We had to leave our hotel at 10am but our bus to Logatec didn’t leave Kobarid until 1.30pm.
What to do in the meantime?
We left our rucksacks at the Tourist Information office – just around the corner from our hotel and then went to the museum.
We were there for well over 2 hours. It was one of the most engrossing museums I had visited.
It was focused on portraying the Soca valley during the 1st World War.
In 1915, the Italians invaded Slovenia. They sent a huge army into Slovenia. In the Soca valley a brutal war resulted – which was vividly described in Ernest Hemingway’s ‘A Farewell to Arms’. Hemingway lived for a time in the Soca valley and witnessed events first-hand.
In the museum there were the usual artefacts from a war including guns, bayonets, shells, uniforms, gas masks and so on; there was a movie using original reels, in English – but for me, the most dramatic of the exhibits were the reprints of original black and white photos taken at the time by both the Italians and Germans. There were a 100 or more of them. I couldn’t believe it: I was looking at the very same valley which A. and I had walked through during the last 10 days.
How different it looked!
Moving from one photo to the next – and taking photos of the photos as I went – was a transforming experience. It made me realise that everything we had seen during the last 10 days was nothing but a moment in time; a thin slice of history. There was nothing eternal about the dense, almost jungle like forests, the snow-clad peaks, the silence – punctuated by the sound of frogs and birdsong. That amazing natural world was as recent as us.
The photos in the museum revealed a brutal reality of which we had only got the slightest hints of during our walks – the overgrown ruins of artillery batteries and look out posts; the remains of laboriously dug roads and galvanised iron shelters.
After leaving the museum, we sat outside on a pavement café in Korabid’s square. The sky was perfectly clear and the mountain sides a rich green. Tourist season was beginning. Most of the tourists were Germans and Italians. Yes, it was a fine day for the privileged of the world, A. and I among them; people whose main concerns were rafting, kayaking, paragliding, trekking, fishing for trout, eating out and drinking.
People blissfully unaware of the ghosts from the past.
During the 3-hour trip to Logatec, an idea occurred to me: I could place on Serious Travel Images one set of photos taken during our time in the Soca valley; and then another set of black and white photos which I had photographed during my visit to the museum.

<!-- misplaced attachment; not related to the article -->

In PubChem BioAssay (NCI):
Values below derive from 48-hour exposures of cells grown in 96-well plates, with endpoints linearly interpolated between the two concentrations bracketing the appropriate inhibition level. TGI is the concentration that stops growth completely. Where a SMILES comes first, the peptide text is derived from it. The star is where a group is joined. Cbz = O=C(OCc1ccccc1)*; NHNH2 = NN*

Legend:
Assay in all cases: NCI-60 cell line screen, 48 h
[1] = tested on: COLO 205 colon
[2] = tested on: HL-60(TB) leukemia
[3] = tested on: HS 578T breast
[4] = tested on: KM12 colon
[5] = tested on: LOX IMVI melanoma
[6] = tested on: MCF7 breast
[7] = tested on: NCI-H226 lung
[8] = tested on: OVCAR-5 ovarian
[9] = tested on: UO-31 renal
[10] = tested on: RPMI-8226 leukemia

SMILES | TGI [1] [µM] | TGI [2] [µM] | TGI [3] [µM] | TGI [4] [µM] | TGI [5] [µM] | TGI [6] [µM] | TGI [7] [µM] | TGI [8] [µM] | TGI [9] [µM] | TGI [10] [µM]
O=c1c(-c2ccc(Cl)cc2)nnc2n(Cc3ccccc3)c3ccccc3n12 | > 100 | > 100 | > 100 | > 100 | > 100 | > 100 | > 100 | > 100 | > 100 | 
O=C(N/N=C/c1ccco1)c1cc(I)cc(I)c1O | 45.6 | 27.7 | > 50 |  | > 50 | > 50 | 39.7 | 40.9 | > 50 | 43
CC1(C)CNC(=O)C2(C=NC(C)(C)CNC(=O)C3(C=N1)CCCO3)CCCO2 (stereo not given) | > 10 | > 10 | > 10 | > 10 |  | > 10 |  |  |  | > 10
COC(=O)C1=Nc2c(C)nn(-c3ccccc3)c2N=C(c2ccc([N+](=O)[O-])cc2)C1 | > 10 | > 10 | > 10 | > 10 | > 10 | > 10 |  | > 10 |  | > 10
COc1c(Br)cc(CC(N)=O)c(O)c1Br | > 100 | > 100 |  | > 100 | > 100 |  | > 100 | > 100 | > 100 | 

The past and the present alongside one other; Beauty and Horror: a mirror reflecting all the perplexing strangeness of our existence…..
Kobarid before the 1st World War – like the other towns in the Soca Valley, a traditional village…
In May, 1915, the Italian Army invaded the tiny country of Slovenia, which was then a part of the Austro-Hungarian empire. It was an opportunistic, indeed, somewhat cowardly attack, motivated by the Italians’ belief that Austria, Hungary and Germany, being preoccupied with a war on two fronts (the Western and Eastern fronts) would not be able to offer much resistance. Over half the Italian army was involved in the invasion. Still, it took the Italian army almost a year before it reached the Soca valley in the north.
Suddenly, life in the valley was turned upside down….
Many of the villagers fled. Their houses were turned into barracks. The Italians’ plan was to drive up the Soca Valley and eventually launch an invasion of Austria. But nothing came of that plan. The resistance put up by the badly outnumbered Austrians was enough to bring the Italian army to a halt. It then dug itself in and used the valley as a forward post to prevent any future attempt by the Austrians to march back in to Slovenia.
In the process, the valley was stripped of its vegetation and the trees removed….it was turned into a desert.
Casualties mounted as the Austrians continued to fight back and regularly shelled the Italians…special wagons relayed the bodies back to Italy…
Severe winters also took their toll….
In 1917, German troops, released from the Eastern Front after the capitulation of Russia, moved into the Soca Valley. A massive counter attack was launched, starting with a gas attack. The Italians suffered enormous casualties and retreated…
Hemingway, who witnessed the counter attack and joined the Italian army as it fled back to Italy, wrote
‘The German is a born soldier.’
The Italian invasion of Slovenia was over. A million men died in the valley.
In her novel ‘All Our Worldly Goods’, the Jewish novelist Irena Nemirovsky describes the feelings of a French mother as her son departs for the trenches at the outbreak of the First World War:
‘…..she knew he would come back. Yes, despite her grief, despite the tears she had shed, a secret voice within her heart whispered that others might be killed, mutilated, wounded, but her son would come home after the war. And on that evening every mother in France was thinking the same. Each one of them believed that a guardian angel would protect her son…’
Next blog: ‘Beautiful Austria!’: